A Barrie, Ont. police officer is on a crusade against careless smokers.

“Thirty-three per cent of most of the world’s trash thrown out onto the roads are cigarette butts,” Const. Mark Casey, a former smoker himself, told CTV Barrie. “I'm not against smokers -- I'm against the whole fact of littering.”

Casey says he’s been handing about six $110 littering tickets a month to motorists caught tossing cigarette butts out their vehicles’ windows.

“One hundred per cent of the time it’s disbelief that I’m actually pulling them over,” Casey said of drivers’ reactions. “They look at me and say, ‘It's only a cigarette.’ A couple have said, ‘It's not like I threw a coffee cup out there or anything like that.’”

According to advocacy group Americans for Non-Smokers Rights, however, contrary to popular belief, cigarette butts are not biodegradable. Rather, they are made from cellulose acetate, a plastic that they say never disappears from the environment.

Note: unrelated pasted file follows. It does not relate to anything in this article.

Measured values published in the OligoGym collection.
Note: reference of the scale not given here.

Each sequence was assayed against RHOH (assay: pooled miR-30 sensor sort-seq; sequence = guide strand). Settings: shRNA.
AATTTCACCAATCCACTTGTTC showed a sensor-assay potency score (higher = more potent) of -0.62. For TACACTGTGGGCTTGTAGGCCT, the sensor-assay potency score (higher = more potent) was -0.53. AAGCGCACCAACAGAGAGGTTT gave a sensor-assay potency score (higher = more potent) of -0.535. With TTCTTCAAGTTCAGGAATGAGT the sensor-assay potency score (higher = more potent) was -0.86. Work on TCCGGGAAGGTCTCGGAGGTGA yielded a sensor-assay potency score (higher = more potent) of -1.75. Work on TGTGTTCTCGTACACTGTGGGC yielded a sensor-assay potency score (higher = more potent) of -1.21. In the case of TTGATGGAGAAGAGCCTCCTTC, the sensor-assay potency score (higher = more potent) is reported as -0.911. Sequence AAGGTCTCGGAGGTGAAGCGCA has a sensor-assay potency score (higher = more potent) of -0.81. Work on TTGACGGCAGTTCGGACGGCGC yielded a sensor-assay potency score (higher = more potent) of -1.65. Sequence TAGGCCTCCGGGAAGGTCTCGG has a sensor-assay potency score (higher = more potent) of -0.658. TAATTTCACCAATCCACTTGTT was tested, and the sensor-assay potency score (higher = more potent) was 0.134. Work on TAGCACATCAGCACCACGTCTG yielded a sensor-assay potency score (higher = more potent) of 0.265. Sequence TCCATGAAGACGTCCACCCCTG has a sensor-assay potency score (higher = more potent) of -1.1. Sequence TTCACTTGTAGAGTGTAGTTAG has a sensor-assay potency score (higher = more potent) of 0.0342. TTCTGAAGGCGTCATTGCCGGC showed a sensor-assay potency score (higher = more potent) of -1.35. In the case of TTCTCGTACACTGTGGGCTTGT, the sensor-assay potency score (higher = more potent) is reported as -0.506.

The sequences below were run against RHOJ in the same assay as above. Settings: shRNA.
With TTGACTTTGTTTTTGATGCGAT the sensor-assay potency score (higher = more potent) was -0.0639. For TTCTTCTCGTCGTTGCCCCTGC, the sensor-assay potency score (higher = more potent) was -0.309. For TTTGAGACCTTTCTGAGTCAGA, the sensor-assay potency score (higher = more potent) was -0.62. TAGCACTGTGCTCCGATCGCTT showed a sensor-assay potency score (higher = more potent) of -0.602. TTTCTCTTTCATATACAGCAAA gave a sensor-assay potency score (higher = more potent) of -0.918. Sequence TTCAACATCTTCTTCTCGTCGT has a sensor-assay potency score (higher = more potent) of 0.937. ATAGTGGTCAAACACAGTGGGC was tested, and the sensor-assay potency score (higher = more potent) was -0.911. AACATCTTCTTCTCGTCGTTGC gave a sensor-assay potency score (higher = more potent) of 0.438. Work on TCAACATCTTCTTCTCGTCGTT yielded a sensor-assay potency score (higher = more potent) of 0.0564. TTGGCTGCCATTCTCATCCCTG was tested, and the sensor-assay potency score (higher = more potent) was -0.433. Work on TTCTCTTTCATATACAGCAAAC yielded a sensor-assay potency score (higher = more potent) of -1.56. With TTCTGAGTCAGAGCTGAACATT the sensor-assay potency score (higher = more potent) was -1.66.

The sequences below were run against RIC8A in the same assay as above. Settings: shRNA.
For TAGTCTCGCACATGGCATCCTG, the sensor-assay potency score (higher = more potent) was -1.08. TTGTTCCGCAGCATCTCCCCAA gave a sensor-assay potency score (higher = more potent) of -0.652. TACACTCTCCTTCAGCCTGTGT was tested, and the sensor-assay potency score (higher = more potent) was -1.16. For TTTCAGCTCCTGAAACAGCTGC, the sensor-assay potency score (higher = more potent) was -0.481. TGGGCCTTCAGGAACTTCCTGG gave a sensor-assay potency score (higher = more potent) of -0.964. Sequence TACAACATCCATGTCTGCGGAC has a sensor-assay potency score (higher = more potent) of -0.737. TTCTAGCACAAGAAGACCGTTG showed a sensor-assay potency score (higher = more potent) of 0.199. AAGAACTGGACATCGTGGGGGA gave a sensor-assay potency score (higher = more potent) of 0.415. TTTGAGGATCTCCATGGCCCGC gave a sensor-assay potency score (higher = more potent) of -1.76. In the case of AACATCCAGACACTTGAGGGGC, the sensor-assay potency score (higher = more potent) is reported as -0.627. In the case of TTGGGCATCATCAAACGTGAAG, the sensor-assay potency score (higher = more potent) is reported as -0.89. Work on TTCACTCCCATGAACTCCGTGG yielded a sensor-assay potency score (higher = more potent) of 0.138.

Casey’s $110 tickets might seem expensive and excessive to some, but it’s relatively cheap compared to the fines dished out in the state of Western Australia, where tossing a cigarette butt can net you a $500 fine. During government-issued fire bans, when dry conditions promote the possibilities of wildfires, that penalty swells to a fine of up to $25,000 and/or 12 months in jail.

With files from CTV Barrie